• The ... shows a follow-on. From 'The noun advice behaves like (2) because people don't need to count it in any context.' One could argue " 'Cattle' is non-count because ...". But one wouldn't. It's some accident of earlier usage. Apr 10 at 13:12
  • @EdwinAshworth Thanks for the clarification. But in your example, what they are counting is actually not "advice" itself but "piece", I think.
    – JK2
    Apr 10 at 13:28
  • Yes, but that begs the question: why, when '[a] beer' = '[a] glass of beer' allowing the count / non-count duality, is 'an advice' is unavailable? Again, 'A couple of simple truths' = 'a couple of simple pieces of truth'. Apr 10 at 13:49

The thing about language usage is that not every instance of it has to have a reason. No noun is literally uncountable. Non-count nouns, known more generally as 'mass' nouns, refer to what cannot be broken down into numerable items. Even in such a case there will be exception. Rain is generally a mass noun: we talk of heavy rain and even of the plural 'rains' as in "the rains haven't come this year. But we don't say "we only had eight rains this year". It sounds odd because we use that noun as a mass thing. But we might say "We have had two floods this year." Now arguably a flood is just as much a mass thing as is rain. And we can say "we had two or three downpours yesterday" even though a downpour can be thought of as mass sort of thing. It is strange and frustrating but that is language usage for you. It is how over the years we have heard first our parents and then others speaking over the years. That is what usage is. We literally have to get used to it.

  • Sorry, Tuffy. Non-count nouns, known more generally as 'mass' nouns, usually refer to what cannot be broken down into numerable items.' 'Furniture', 'cutlery', 'cattle' and 'police' are always or almost always non-count, but of course refer to discrete, countable referents (12 chairs + 3 tables ... 15 items of furniture, etc). Countness and denumerability don't always correspond. Apr 10 at 13:00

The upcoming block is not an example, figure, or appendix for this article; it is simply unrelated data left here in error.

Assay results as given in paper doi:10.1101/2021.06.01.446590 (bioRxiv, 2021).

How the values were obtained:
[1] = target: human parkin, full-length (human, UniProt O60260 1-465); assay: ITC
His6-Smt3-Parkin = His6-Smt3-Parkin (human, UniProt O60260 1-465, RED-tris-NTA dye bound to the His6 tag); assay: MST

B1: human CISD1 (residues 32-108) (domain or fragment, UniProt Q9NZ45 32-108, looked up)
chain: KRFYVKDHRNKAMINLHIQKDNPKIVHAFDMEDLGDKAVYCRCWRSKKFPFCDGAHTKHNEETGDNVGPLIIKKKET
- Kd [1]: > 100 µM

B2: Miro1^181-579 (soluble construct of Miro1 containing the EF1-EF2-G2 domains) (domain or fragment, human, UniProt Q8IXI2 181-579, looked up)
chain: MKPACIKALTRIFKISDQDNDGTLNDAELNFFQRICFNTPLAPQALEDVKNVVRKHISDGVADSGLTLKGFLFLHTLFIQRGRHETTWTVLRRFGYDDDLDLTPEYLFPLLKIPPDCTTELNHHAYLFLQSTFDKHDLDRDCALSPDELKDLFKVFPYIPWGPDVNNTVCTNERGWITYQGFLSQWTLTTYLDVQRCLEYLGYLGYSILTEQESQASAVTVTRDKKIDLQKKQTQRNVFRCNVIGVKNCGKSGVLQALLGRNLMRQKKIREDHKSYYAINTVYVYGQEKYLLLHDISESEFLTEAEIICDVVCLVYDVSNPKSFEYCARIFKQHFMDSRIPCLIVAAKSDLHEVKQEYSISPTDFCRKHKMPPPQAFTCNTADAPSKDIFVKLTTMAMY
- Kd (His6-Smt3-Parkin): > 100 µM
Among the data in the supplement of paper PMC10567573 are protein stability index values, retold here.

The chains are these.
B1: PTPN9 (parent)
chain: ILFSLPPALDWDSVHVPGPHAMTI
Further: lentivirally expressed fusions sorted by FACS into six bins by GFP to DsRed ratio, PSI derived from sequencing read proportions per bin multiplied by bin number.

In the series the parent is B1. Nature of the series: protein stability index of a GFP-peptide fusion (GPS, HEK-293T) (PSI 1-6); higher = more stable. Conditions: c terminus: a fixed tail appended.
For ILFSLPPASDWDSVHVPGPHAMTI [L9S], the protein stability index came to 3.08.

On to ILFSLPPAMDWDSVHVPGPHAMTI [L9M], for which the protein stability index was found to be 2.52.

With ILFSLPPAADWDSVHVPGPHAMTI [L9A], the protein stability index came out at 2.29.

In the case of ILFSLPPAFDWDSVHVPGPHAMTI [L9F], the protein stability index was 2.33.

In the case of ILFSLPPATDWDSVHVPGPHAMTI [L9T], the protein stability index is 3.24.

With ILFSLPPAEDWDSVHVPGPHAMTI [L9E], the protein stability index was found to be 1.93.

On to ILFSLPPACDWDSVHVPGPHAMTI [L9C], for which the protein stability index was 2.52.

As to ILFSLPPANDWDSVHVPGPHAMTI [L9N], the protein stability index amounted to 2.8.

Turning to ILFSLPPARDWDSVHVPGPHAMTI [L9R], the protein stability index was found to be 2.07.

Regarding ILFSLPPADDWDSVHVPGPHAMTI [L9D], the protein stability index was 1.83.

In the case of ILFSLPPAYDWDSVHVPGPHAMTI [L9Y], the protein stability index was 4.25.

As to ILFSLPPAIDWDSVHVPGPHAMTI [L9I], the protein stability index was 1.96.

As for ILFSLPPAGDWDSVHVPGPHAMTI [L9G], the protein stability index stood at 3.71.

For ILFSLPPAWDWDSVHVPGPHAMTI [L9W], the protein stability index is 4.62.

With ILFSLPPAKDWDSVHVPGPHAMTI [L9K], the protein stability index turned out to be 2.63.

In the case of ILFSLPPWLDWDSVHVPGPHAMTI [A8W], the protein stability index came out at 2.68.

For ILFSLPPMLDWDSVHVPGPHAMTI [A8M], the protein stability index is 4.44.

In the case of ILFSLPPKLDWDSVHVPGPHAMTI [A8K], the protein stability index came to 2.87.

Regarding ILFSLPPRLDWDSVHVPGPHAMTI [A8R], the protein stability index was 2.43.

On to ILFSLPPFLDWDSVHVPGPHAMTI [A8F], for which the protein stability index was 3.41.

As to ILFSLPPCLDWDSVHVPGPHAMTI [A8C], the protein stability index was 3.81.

• @EdwinAshworth Erm, not quite. Cattle and police are plural only nouns, not non-count ones! Apr 10 at 22:15
  • @Araucaria I take it you're citing CGEL. Note that for cattle, livestock, police, poultry, vermin CGEL license use with 'high round numerals (and hence [these] might be classified as 'quasi-count nouns'). They use the numeral-insertion test to determine countness. The above nouns fall into a grey area; 'quasi-noncount nouns' might be an alternative name for them. But folk, people are (a) non-count (b) not morphologically marked as plural (c) governing plural-form verbs only, and (d) relate etically to plural, denumerable sets of elements ('3 men and 6 women' etc). ... Apr 11 at 11:33
  • Actually, I'd dispute the 'never count' classification for 'people' at least. '3 000 people' etc is quite common nowadays. // I think CGEL's 'does it accept numerals / equivalents like 'half a dozen'...?' test for countness (but speaking of individual usages in sentences rather than the noun itself) is the most sensible one I've come across. Apr 11 at 11:33